Fluidity is a term sometimes used in reference to bisexual identity, thus positioning sexuality as an adaptive, evolving set of behaviors performed to constitute alternately straightness or queerness. Part of the speciousness of using fluidity to describe bisexuality centers on the implication that heterosexuality and homosexuality occupy opposite ends of a psychological spectrum, leaving bisexuality vaguely straddling poles of identity, without specificity or intent. This article is predominantly concerned with the notion of intentionality in bisexual behavior and whether or not deliberate choices are made to participate in communities that identify as either straight or queer. Rather than framing this investigation in terms of whether or not sexuality itself is a choice, this article compares bisexuals who alternately engage in straight or queer practices in the context of passing, as when a person presents herself as an alternate race. Using personal narratives, theoretical works from Judith Butler, bell hooks and Eve Kosofsky Sedgwick, and drawing on descriptions of racial passing, I am interested in crafting psychological profiles of women who routinely perform their sexualities differently as part of belonging to and identifying with distinct communities of queerness and straightness.
  • Publication
    Networked Field Studies: Comparative Inquiry and Online Communities
    (2017-10-01) Lingel, Jessa
    In this article, I articulate a methodology for comparative qualitative analysis of online communities, which I refer to as networked field studies. I describe networked field studies as an approach that allows for looking across multiple communities and field sites to build a coherent set of analytical claims about the role of technology and everyday life, drawing on my own research investigating relationships to digital technologies among three countercultural communities. The major aim of this article is to contribute to methodological discussions on comparative qualitative analysis within Internet studies, foregrounding how research on digital technologies can both benefit from and complicate a comparative approach. After a brief summary of the communities studied in the research that has given rise to this methodological approach, I outline key methodological concepts and address the strengths and limitations of networked field studies as a method for analyzing socio-technical practices in everyday life.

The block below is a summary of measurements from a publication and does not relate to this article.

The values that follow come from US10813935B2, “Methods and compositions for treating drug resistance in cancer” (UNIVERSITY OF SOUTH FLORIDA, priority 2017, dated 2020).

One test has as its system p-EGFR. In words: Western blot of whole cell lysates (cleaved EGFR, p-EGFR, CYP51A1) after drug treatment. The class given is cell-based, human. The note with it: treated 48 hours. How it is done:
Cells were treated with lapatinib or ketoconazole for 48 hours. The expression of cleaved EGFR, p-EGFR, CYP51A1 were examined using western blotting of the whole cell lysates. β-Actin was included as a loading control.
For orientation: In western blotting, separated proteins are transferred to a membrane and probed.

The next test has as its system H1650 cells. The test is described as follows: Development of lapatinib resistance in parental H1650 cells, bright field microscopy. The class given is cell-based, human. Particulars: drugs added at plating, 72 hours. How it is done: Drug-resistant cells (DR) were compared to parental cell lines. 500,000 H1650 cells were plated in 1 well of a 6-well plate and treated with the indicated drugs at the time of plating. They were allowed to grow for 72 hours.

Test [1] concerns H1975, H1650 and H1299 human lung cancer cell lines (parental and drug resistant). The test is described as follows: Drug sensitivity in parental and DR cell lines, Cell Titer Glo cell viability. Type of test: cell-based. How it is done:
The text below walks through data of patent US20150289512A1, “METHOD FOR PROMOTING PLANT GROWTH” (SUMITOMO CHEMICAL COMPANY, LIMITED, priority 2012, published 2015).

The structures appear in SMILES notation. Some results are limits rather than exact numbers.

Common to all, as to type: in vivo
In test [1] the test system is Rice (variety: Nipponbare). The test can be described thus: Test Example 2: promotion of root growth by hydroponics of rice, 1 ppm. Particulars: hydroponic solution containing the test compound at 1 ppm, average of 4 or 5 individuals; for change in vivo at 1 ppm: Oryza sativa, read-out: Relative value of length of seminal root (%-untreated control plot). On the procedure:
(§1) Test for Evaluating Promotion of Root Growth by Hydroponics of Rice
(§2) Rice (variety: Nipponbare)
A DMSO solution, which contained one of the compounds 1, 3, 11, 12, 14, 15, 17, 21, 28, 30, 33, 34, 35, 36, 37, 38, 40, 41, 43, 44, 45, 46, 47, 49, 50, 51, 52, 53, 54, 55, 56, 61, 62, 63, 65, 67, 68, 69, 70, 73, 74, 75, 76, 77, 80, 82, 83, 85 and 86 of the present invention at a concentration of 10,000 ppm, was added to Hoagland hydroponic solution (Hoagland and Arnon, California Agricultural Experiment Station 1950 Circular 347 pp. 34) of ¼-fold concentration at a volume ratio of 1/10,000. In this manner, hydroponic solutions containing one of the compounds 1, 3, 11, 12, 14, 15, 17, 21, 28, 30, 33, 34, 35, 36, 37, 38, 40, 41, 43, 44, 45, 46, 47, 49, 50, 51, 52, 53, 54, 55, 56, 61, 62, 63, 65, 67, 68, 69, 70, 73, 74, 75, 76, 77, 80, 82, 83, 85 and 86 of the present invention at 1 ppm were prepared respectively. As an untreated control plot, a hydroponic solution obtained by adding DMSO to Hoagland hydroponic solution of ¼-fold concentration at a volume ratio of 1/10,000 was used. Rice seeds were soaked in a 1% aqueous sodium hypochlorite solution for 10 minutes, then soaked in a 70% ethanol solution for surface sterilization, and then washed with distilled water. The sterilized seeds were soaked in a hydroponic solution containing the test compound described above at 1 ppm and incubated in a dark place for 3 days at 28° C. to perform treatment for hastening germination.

• Publication
    The Value of Community Ethnography in Public Library Crisis Preparation
    (2013-11-27) Lingel, Jessa
    In this brief article, I address the usefulness of including community-driven interviews into preparations for disasters. Drawing on Shera’s (1970) highly influential construction of library work as tied to communication, I analyze responses of three library organizations–the New York Public Library, the Brooklyn Public Library and the New Jersey Library Association–immediately following Hurricane Sandy. I then turn to a specific role of communication that libraries can offer surrounding communities, providing resources for local community members to conduct interviews among those who have experienced a disaster. By incorporating this kind of responsibility to communicate experiences of a crisis to a wider audience, libraries fulfill an important part of Shera’s charge to reflect the local values and norms of surrounding communities.